A new generation of acoustic measurements
NPL scientists have made the first measurements of airborne acoustic free-field pressures using a laser technique based on photon correlation spectroscopy.
This optical measurement technique directly measures particle velocities and realizes the acoustic pascal - the SI derived unit of pressure - and could potentially be used to calibrate microphones. It is being developed as part of a wider initiative to base future primary acoustic standards on optical methods.
The new technique uses two lasers that are set up so that their beams intersect at a point in space and produce an interference fringe pattern. When sound is produced by a source (such as a loudspeaker), the intensity of light scattered by particles in the air as they pass through the fringe pattern changes. This intensity change can be detected, and the acoustic free-field pressure calculated.
The current method for calibrating microphones relies on their reciprocal nature. Part of the process requires one microphone to be used as a sound source and coupled to a second receiving microphone. This set-up, together with complex modelling of the acoustic coupling between the microphone sensitivities, eventually leads to an evaluation of the microphone sensitivity, which is then traceable to a number of dimensional and electrical quantities.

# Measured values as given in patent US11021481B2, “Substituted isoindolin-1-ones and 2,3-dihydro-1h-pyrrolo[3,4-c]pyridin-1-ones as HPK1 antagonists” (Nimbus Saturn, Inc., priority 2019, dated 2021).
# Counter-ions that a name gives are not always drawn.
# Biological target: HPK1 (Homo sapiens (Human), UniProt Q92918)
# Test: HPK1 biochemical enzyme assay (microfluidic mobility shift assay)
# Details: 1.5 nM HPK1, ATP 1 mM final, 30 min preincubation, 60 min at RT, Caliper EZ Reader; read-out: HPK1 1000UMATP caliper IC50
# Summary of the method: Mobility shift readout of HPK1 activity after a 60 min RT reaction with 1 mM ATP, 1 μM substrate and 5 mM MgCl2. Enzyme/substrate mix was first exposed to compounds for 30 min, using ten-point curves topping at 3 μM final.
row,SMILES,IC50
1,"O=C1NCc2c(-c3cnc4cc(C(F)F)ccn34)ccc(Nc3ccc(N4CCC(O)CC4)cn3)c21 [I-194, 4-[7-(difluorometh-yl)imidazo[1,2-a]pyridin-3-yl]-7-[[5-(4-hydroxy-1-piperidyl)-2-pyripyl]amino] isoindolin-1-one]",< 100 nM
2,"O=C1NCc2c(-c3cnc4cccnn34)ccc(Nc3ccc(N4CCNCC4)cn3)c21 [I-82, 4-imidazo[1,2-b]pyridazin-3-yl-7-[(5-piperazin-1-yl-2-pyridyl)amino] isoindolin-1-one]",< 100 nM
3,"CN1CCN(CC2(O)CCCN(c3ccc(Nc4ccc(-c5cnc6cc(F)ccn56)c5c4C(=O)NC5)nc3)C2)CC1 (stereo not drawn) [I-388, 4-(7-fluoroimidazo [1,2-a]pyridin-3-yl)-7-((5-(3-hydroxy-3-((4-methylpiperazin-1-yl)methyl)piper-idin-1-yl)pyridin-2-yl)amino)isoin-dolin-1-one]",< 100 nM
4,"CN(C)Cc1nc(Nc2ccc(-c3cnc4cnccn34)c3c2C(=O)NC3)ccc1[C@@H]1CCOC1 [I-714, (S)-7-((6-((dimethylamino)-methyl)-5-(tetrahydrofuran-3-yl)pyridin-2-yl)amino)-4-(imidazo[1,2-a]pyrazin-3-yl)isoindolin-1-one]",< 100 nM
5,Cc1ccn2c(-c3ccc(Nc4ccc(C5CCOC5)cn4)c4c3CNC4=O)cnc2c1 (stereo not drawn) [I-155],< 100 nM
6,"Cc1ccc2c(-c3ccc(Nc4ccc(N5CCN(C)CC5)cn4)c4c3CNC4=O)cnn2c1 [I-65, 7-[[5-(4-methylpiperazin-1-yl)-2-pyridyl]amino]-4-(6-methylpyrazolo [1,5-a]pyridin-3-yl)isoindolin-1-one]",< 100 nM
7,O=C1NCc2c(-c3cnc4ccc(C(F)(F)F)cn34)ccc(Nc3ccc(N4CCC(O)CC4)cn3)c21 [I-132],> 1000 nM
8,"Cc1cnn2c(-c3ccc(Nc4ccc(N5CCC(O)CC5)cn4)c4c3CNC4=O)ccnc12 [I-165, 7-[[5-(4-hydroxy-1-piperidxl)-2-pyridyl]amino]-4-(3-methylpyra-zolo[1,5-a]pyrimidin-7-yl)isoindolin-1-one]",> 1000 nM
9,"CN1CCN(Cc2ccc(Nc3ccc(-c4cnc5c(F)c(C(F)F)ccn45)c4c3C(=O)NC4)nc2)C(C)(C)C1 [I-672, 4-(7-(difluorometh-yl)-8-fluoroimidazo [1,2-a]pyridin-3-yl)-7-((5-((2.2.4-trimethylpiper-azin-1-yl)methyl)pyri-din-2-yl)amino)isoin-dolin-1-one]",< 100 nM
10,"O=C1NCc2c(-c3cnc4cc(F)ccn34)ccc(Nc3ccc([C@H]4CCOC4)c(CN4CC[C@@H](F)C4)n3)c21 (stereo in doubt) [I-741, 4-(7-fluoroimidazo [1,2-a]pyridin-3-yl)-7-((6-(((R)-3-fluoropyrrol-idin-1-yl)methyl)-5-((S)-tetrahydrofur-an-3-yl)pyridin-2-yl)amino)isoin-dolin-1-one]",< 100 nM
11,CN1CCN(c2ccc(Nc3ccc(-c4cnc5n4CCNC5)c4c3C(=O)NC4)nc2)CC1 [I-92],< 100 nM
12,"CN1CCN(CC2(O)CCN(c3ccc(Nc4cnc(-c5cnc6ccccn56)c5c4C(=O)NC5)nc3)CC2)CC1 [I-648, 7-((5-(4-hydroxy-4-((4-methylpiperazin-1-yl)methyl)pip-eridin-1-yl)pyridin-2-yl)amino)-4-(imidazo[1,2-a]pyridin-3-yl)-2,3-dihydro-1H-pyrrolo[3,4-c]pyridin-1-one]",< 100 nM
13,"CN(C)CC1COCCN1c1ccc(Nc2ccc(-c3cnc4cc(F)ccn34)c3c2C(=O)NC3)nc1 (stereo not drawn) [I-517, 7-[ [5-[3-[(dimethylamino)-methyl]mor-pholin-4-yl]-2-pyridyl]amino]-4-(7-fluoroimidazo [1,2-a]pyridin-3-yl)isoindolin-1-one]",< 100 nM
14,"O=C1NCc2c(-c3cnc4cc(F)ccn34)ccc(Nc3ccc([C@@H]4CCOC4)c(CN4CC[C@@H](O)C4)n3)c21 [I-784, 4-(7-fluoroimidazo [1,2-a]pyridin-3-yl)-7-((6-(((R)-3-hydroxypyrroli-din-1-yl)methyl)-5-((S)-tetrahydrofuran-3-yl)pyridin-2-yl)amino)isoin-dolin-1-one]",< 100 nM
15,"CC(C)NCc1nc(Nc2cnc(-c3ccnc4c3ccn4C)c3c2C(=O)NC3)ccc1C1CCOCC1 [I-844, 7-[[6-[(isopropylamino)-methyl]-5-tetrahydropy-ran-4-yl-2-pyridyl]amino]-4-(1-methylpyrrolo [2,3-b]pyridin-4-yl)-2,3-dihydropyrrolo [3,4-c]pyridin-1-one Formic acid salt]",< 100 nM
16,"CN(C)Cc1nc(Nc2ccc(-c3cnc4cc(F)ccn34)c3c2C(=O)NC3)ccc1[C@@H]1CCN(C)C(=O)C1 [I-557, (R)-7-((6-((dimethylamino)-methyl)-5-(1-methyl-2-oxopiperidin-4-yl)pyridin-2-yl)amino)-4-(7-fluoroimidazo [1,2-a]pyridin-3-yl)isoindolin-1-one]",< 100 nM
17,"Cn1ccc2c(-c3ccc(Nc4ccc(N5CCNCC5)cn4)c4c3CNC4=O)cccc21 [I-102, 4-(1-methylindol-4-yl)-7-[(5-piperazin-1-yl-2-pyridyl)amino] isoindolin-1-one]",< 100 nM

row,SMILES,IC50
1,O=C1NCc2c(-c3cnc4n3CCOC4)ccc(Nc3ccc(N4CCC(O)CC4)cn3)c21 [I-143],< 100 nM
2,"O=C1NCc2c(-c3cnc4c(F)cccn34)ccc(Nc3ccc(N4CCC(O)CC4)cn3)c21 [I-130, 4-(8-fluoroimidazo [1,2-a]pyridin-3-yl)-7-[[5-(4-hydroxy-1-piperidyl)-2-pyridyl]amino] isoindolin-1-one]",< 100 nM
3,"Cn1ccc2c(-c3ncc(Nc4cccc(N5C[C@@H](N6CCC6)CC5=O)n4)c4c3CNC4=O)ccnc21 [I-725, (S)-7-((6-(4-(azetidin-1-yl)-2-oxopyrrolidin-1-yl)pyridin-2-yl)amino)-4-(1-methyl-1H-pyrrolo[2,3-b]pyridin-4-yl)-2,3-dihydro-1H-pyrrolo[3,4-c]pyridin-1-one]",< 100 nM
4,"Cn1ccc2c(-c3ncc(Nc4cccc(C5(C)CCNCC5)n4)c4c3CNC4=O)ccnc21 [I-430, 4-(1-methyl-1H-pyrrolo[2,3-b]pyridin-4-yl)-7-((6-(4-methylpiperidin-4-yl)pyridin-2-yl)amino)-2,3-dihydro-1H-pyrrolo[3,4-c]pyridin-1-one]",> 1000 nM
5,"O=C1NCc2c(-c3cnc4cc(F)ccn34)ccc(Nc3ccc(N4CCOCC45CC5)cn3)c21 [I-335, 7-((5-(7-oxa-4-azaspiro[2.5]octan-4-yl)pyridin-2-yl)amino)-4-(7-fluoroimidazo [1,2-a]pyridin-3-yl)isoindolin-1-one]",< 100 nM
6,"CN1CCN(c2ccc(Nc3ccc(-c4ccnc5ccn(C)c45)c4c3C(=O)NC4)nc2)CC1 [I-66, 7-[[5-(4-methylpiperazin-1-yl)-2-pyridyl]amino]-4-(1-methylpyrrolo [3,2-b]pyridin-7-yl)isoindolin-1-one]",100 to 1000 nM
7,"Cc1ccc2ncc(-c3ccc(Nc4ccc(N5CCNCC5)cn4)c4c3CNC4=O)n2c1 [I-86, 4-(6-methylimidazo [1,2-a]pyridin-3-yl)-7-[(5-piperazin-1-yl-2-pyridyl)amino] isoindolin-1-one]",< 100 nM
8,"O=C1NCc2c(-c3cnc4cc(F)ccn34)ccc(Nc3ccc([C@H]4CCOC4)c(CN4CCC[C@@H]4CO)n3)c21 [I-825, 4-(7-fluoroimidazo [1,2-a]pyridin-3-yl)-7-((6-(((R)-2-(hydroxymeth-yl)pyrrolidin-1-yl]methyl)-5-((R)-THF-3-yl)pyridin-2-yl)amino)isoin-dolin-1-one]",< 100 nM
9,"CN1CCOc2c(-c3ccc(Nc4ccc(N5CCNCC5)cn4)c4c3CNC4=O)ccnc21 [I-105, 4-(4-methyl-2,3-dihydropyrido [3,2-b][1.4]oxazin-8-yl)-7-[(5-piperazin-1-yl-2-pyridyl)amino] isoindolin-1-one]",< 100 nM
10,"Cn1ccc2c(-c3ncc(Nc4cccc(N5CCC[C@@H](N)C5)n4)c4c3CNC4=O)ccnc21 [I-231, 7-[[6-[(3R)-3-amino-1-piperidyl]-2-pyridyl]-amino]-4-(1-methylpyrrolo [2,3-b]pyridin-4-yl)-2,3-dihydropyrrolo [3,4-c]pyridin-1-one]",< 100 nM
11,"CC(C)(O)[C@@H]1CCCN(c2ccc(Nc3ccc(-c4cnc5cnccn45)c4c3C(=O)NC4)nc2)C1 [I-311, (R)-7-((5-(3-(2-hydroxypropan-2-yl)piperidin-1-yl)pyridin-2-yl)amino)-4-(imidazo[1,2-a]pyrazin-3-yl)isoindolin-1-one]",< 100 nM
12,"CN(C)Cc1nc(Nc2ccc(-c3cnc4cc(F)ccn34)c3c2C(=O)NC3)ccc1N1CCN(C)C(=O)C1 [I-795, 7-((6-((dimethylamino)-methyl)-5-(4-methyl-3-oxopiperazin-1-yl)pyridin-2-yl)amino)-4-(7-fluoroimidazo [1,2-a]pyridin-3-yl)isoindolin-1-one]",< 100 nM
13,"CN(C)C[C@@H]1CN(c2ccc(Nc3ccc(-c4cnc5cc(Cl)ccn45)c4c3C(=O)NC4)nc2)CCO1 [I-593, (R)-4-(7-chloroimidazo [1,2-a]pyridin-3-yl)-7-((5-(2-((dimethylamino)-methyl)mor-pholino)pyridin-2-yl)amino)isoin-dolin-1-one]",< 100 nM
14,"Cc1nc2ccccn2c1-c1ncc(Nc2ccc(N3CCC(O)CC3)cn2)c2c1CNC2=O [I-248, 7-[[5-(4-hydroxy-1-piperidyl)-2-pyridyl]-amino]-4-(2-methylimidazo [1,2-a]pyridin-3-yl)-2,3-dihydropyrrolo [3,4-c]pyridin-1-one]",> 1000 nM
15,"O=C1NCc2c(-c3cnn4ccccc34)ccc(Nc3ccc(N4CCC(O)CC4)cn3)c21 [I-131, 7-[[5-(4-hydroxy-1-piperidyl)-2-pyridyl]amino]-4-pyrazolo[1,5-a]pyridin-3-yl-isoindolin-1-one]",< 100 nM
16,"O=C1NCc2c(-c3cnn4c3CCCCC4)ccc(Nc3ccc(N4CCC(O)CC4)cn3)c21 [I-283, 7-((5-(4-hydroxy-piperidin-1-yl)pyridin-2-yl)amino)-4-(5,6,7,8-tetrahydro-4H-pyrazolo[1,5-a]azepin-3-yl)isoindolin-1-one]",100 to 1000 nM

However, this method imposes limits on the types of microphone which can be calibrated, meaning that non-standard microphones and new technologies such as MEMS (microelectromechanical) sensors cannot be tested and calibrated. Optical techniques are the solution to this problem due to their ability to directly measure the pascal at a point within a sound field.
Research will continue at NPL on developing optical methods that are robust and accurate enough to one day become the primary measurement standards that support sound pressure measurements. The use of optical techniques and the improved calibration they offer may also help to accelerate the development of new microphone technologies and other acoustic devices.
This research was carried out under the National Measurement Office Acoustics and Ionising Radiation Program.
Provided by NPL